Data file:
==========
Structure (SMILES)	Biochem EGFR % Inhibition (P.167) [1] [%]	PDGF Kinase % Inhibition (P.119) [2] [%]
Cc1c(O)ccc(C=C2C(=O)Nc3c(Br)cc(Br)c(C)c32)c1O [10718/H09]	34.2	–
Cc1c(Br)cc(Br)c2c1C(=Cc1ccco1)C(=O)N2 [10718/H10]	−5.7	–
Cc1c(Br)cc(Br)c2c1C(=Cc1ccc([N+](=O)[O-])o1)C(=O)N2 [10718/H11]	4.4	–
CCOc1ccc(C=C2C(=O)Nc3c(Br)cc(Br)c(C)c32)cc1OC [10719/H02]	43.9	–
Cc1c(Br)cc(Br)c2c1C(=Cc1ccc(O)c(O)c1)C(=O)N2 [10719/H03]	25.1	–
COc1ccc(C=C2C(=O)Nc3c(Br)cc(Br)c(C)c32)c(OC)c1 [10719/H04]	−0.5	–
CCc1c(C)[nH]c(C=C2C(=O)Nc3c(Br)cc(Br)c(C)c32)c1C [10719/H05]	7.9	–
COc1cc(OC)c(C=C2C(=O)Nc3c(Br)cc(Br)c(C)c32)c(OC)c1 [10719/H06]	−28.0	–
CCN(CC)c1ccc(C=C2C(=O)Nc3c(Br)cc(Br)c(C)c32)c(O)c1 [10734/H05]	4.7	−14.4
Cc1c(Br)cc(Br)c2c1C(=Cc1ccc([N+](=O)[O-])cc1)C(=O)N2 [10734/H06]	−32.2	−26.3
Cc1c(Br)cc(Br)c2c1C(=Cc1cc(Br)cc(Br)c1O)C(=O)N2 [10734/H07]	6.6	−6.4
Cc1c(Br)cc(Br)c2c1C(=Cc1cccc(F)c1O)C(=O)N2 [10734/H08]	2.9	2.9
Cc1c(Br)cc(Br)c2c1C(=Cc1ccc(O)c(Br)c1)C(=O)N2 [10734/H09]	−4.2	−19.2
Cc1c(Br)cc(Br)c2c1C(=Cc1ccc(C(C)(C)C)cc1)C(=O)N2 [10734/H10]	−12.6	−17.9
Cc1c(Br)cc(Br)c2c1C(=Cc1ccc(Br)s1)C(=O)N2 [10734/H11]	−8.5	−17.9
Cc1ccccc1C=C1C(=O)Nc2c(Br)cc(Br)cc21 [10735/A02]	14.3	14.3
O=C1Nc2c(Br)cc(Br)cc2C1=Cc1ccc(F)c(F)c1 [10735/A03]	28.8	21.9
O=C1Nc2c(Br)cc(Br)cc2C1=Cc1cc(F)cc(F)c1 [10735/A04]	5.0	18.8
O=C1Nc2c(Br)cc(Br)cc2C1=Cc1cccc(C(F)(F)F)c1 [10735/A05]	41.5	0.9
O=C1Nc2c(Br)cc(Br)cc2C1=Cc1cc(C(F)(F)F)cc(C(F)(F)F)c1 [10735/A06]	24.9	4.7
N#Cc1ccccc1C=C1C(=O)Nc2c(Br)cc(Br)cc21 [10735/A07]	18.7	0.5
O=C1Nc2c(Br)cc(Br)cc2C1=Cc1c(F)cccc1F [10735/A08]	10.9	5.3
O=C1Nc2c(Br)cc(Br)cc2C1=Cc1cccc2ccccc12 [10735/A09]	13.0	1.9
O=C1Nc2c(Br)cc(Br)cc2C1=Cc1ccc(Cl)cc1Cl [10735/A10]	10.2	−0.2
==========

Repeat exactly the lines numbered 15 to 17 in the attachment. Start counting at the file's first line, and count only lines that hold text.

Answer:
Cc1c(Br)cc(Br)c2c1C(=Cc1ccc(C(C)(C)C)cc1)C(=O)N2 [10734/H10]	−12.6	−17.9
Cc1c(Br)cc(Br)c2c1C(=Cc1ccc(Br)s1)C(=O)N2 [10734/H11]	−8.5	−17.9
Cc1ccccc1C=C1C(=O)Nc2c(Br)cc(Br)cc21 [10735/A02]	14.3	14.3